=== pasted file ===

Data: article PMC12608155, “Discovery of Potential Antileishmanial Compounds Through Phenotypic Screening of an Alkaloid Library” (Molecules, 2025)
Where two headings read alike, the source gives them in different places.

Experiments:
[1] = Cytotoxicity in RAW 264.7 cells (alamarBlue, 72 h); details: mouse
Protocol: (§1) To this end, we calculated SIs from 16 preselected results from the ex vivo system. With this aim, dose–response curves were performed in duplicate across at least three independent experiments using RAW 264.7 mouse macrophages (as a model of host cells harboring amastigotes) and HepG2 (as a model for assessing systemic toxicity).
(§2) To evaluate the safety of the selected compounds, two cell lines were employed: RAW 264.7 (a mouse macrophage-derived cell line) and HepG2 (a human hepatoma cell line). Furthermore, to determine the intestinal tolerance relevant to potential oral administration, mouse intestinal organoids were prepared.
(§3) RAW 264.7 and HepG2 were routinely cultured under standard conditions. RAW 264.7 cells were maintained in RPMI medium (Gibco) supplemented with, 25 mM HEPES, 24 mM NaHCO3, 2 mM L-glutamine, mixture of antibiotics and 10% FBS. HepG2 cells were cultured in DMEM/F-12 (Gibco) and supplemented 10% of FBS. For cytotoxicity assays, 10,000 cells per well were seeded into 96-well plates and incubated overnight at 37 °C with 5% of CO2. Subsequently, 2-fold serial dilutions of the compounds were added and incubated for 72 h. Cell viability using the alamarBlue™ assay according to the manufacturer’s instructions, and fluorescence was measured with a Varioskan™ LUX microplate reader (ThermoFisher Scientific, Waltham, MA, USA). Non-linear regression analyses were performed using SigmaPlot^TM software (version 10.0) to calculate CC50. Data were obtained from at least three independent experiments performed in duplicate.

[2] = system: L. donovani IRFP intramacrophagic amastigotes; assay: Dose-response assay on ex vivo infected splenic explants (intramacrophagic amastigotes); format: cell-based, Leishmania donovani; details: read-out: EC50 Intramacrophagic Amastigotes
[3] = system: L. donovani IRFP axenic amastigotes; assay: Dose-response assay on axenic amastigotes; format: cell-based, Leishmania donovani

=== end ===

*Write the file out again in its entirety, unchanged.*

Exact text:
Data: article PMC12608155, “Discovery of Potential Antileishmanial Compounds Through Phenotypic Screening of an Alkaloid Library” (Molecules, 2025)
Where two headings read alike, the source gives them in different places.

Experiments:
[1] = Cytotoxicity in RAW 264.7 cells (alamarBlue, 72 h); details: mouse
Protocol: (§1) To this end, we calculated SIs from 16 preselected results from the ex vivo system. With this aim, dose–response curves were performed in duplicate across at least three independent experiments using RAW 264.7 mouse macrophages (as a model of host cells harboring amastigotes) and HepG2 (as a model for assessing systemic toxicity).
(§2) To evaluate the safety of the selected compounds, two cell lines were employed: RAW 264.7 (a mouse macrophage-derived cell line) and HepG2 (a human hepatoma cell line). Furthermore, to determine the intestinal tolerance relevant to potential oral administration, mouse intestinal organoids were prepared.
(§3) RAW 264.7 and HepG2 were routinely cultured under standard conditions. RAW 264.7 cells were maintained in RPMI medium (Gibco) supplemented with, 25 mM HEPES, 24 mM NaHCO3, 2 mM L-glutamine, mixture of antibiotics and 10% FBS. HepG2 cells were cultured in DMEM/F-12 (Gibco) and supplemented 10% of FBS. For cytotoxicity assays, 10,000 cells per well were seeded into 96-well plates and incubated overnight at 37 °C with 5% of CO2. Subsequently, 2-fold serial dilutions of the compounds were added and incubated for 72 h. Cell viability using the alamarBlue™ assay according to the manufacturer’s instructions, and fluorescence was measured with a Varioskan™ LUX microplate reader (ThermoFisher Scientific, Waltham, MA, USA). Non-linear regression analyses were performed using SigmaPlot^TM software (version 10.0) to calculate CC50. Data were obtained from at least three independent experiments performed in duplicate.

[2] = system: L. donovani IRFP intramacrophagic amastigotes; assay: Dose-response assay on ex vivo infected splenic explants (intramacrophagic amastigotes); format: cell-based, Leishmania donovani; details: read-out: EC50 Intramacrophagic Amastigotes
[3] = system: L. donovani IRFP axenic amastigotes; assay: Dose-response assay on axenic amastigotes; format: cell-based, Leishmania donovani